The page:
Jesse Alexander is the Exec Producer of Alias, Lost and Heroes, and had a lot to say particularly about the crossover between television and videogames, which can be summed up in his last comment here to a questioner: "I believe television and videogames are a natural fit".
Music to my ears, this stuff! It's going to be SO useful in my parting-gift-powerpoint to the BBC, heh. Here's the gist of it.
So you manage how the Heroes property moves through other mediums?
Yes, it was always seen as a transmedia property from day one. I read Henry Jenkins’ Convergence Culture: you should read that if you haven’t. To take a brand into the transmedia landscape.. a teevee show through the transmedia landscape, especially a serialized show like Heroes, well, we use a lot of techniques that are very germane to the way that videogames are made.
The writing of heroes is done by 10-12 people, we come up with the stories together, and we write every episode together. That’s an ensemble narrative,. One person can write a story for Peter over multiple episodes, and keep the consistency. What this allows us to do is to keep the whole team totally up to date and vested with the whole show, it harvests the hivemind focus, to deliver a quality narrative. We do rapid prototyping, we iterate on it.. It’s that constant iteration and rewriting that gets things done.
The interesting thing is that TV writing has been an exercise where a writer is brought in for each episode, so how did you get to this process?
Well that process is much more effective (the 1-on-1) for something procedural or episodic, but if you’re doing serialized, you need everyone focused on that narrative and you also often run out of time. By having everyone work on a script you can crank it out in days and have time to make it much better and to see where we’re going. If you see one writer off, they could be gone for a month and then show up with something [you don’t want]. The team approach gives it higher quality.
So on Alias you had to manage the fan audience – did you modulate the writing for fans rather than the greater audience?
We never cared about the greater audience. JJ Abrams wrote it because he was excited about it; we’re fans of shows. I was 10 when star wars came out, it changed my life.
[… missed a chunk here as the guy in front asks me why I'm typing...]
The alias console game came about because the media company who owned the license wanted to make a few more dollars so it sold the license to a game company. It didn’t really fulfil the promise of the medium, it was early days, but we tried. We were in that license area where they know they can sell a certain number of titles, and you only get a certain number of resources and money… thank god that’s changed.
From the beginning, I was brought into the alias process. Games are a huge part of my life. Any IP I’m involved in, I’m thinking about the gamespace. At that point there weren’t that many publishers and developers who were willing to hook up with us, so we had to drive it.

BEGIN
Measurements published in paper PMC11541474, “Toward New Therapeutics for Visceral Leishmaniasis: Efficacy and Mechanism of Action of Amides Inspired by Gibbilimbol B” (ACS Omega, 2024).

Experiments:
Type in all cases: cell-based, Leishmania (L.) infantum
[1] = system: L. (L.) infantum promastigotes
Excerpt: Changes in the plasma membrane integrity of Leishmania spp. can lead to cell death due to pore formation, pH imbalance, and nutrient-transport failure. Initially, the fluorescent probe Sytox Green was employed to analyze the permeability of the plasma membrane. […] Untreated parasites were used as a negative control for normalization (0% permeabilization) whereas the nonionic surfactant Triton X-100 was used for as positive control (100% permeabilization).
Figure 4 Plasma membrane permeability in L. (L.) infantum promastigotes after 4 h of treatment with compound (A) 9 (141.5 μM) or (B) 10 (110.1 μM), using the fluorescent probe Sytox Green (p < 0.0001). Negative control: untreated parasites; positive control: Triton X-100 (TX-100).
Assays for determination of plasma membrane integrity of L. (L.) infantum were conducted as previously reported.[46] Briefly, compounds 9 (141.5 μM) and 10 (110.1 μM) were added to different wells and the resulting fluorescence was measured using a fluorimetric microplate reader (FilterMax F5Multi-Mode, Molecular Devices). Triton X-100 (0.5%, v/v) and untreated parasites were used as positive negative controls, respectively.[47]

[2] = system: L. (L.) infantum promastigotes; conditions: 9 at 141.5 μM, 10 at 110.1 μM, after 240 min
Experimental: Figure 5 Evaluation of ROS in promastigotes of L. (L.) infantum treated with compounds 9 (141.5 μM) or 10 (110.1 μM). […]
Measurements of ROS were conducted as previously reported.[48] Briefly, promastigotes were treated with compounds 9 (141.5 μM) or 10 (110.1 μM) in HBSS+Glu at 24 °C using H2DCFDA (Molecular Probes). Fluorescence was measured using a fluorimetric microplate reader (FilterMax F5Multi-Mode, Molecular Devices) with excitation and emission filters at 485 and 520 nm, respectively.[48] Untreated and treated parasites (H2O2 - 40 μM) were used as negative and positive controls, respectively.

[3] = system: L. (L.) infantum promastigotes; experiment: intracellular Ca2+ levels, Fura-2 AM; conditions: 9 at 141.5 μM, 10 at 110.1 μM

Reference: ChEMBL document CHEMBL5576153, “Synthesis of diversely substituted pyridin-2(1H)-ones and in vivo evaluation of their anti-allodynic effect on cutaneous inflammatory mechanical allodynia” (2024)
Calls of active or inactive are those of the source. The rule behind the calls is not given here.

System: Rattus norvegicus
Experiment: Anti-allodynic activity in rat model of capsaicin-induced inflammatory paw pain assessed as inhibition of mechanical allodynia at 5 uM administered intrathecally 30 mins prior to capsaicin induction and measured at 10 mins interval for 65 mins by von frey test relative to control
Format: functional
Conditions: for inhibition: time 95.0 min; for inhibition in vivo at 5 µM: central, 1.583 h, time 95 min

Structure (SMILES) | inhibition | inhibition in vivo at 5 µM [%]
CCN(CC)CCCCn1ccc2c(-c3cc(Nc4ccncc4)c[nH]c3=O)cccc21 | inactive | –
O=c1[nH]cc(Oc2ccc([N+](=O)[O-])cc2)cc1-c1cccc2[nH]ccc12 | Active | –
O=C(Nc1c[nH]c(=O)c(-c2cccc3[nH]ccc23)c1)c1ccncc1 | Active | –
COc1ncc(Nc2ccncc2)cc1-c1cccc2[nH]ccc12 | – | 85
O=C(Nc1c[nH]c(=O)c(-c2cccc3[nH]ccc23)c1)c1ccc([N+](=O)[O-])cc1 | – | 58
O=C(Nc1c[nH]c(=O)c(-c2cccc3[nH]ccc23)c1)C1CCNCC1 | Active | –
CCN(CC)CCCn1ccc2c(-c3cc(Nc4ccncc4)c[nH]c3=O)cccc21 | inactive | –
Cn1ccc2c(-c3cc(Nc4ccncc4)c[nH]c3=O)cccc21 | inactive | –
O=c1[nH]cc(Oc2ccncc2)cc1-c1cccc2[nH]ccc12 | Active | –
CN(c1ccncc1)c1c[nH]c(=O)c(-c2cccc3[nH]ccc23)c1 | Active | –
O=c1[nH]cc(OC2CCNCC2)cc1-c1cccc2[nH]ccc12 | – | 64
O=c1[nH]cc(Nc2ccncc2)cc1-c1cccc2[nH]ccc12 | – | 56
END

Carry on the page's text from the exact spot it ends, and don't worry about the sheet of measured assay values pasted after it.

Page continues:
Let’s talk about Lost: shows that involve a lot of thinking on the part of the audience. Steven Johnson compares these shows to games: was that part of your active thinking?
Absolutely. Again understanding games we knew that was part of what we were making. Alias came out in 2001 and Neil young was doing majestic, and .. Neil at GDC where he talked about Majestic was the same experience we had doing Alias. How much story could be digested, how much attention span the audience has..
What is the viewer’s experience and what is their participation level, because we’re doling out information. How much info can they take? We piled on the mysteries with Alias, and by the end it required tremendous exposition. With heroes we’re trying to be much more tuned into the audience.
Heroes had specific story arcs with each episode ..
Heroes was about lessons learned. As far as how episodic you can make an episode, we’d like it to be a bit more episodic, but.. the episode Company Man was very successful, this sort of episode is very easy for audiences to remember. Alias was a relentless serialized ride, it all blended together. The flashback component to Lost was to allow an episodic story in each episode, so you could latch on to that…
Lost was absolutely mapped out as 5 years of broad strokes. It’s keeping along with that plan.
Heroes has an Indian main char, a Japanese main char. No formula, how did it become the rookie head of the season?
I don’t know. It really did grow from Tim’s passion fro the property. Creatively he came up with exactly what he wanted to do, he didn’t shape it to suit the network .. He did exactly what he wanted to do. There’s a lot of passion and spirit.. that comes thru in the content. People have really responded to that.
Heroes is also a comic book, a web community and games planned. Can you speak to that?
Yes. Everyone knows I talk about convergence.. [...] These big media companies are looking for new ways to exploit their properties. ARGs. Comics. I’m lucky enough to be part of some shows where we worked on these things, and there’s convergence with creators of TV and movies.. you have to understand how you can exploit your IP in all those spaces, in a way that’s authentic to your IP and won’t damage it.
With Heroes, we connect all the things we do with the brand, it’s connected to the show. The comic book is part of the canon of the show, it has value. That’s why we need the huge team, there has to be enough people to generate that content.
We’ve done .. It’s difficult to call what we do in Heroes an ARG. Is it transmedia television? We’re using ARG components.. and that’s something that we look to expand in the future. With these large media companies, they desperately want to do this, to exploit this entertainment, and they’re still trying to find the structure to actualize that.
Videogames typically have longer production cycles. In the case of heroes you have a story going thru from season to season. How do you reconcile divergent storylines.